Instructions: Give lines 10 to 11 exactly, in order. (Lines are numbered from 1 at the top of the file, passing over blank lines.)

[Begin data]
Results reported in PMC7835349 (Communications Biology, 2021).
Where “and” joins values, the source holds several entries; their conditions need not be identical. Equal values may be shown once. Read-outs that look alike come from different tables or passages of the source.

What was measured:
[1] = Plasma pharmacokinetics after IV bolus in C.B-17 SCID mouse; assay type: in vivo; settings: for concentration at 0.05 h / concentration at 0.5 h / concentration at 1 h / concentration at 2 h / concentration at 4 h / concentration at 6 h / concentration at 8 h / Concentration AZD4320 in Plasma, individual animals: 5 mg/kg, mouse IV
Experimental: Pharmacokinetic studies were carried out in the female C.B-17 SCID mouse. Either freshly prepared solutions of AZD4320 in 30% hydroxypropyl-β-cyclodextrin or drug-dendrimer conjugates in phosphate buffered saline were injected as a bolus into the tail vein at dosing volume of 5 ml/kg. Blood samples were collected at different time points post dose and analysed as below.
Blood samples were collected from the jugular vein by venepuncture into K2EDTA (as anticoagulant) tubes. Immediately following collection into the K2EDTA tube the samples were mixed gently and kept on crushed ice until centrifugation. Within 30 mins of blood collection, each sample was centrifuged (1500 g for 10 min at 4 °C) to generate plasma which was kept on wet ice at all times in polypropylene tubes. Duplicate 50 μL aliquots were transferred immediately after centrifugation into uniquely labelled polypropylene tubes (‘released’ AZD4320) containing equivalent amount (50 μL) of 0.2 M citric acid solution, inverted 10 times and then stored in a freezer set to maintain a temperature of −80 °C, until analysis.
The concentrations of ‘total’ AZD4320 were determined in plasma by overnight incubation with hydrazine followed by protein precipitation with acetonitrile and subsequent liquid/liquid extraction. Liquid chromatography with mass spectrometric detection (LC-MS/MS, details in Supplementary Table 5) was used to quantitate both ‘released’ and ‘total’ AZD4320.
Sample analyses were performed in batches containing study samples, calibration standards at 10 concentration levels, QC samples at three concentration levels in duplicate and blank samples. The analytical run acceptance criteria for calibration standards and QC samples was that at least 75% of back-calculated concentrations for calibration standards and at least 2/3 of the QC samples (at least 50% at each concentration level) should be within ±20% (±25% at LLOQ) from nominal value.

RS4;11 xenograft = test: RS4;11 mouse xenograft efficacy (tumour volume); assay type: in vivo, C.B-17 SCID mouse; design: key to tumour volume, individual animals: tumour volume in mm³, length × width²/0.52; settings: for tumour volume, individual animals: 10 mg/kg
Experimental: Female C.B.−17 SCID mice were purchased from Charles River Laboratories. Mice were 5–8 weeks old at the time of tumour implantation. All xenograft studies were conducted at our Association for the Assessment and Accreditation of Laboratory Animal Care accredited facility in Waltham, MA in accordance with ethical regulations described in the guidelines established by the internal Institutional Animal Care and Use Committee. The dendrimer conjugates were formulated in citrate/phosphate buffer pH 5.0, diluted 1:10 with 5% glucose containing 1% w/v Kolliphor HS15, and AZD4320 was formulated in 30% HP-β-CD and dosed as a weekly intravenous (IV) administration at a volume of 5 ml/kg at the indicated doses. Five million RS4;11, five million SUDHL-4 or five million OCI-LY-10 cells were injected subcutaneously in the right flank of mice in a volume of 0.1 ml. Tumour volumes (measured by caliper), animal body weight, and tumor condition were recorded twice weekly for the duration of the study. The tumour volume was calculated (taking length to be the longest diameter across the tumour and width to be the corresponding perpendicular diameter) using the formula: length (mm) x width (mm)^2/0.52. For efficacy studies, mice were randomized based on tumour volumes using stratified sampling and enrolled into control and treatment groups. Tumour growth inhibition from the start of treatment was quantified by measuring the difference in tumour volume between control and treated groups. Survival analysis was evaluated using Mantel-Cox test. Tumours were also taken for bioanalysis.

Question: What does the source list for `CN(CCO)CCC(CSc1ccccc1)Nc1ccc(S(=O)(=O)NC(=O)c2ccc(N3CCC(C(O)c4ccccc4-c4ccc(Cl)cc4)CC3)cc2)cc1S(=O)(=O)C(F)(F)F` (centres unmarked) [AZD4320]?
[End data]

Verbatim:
Experimental: Female C.B.−17 SCID mice were purchased from Charles River Laboratories. Mice were 5–8 weeks old at the time of tumour implantation. All xenograft studies were conducted at our Association for the Assessment and Accreditation of Laboratory Animal Care accredited facility in Waltham, MA in accordance with ethical regulations described in the guidelines established by the internal Institutional Animal Care and Use Committee. The dendrimer conjugates were formulated in citrate/phosphate buffer pH 5.0, diluted 1:10 with 5% glucose containing 1% w/v Kolliphor HS15, and AZD4320 was formulated in 30% HP-β-CD and dosed as a weekly intravenous (IV) administration at a volume of 5 ml/kg at the indicated doses. Five million RS4;11, five million SUDHL-4 or five million OCI-LY-10 cells were injected subcutaneously in the right flank of mice in a volume of 0.1 ml. Tumour volumes (measured by caliper), animal body weight, and tumor condition were recorded twice weekly for the duration of the study. The tumour volume was calculated (taking length to be the longest diameter across the tumour and width to be the corresponding perpendicular diameter) using the formula: length (mm) x width (mm)^2/0.52. For efficacy studies, mice were randomized based on tumour volumes using stratified sampling and enrolled into control and treatment groups. Tumour growth inhibition from the start of treatment was quantified by measuring the difference in tumour volume between control and treated groups. Survival analysis was evaluated using Mantel-Cox test. Tumours were also taken for bioanalysis.

Question: What does the source list for `CN(CCO)CCC(CSc1ccccc1)Nc1ccc(S(=O)(=O)NC(=O)c2ccc(N3CCC(C(O)c4ccccc4-c4ccc(Cl)cc4)CC3)cc2)cc1S(=O)(=O)C(F)(F)F` (centres unmarked) [AZD4320]?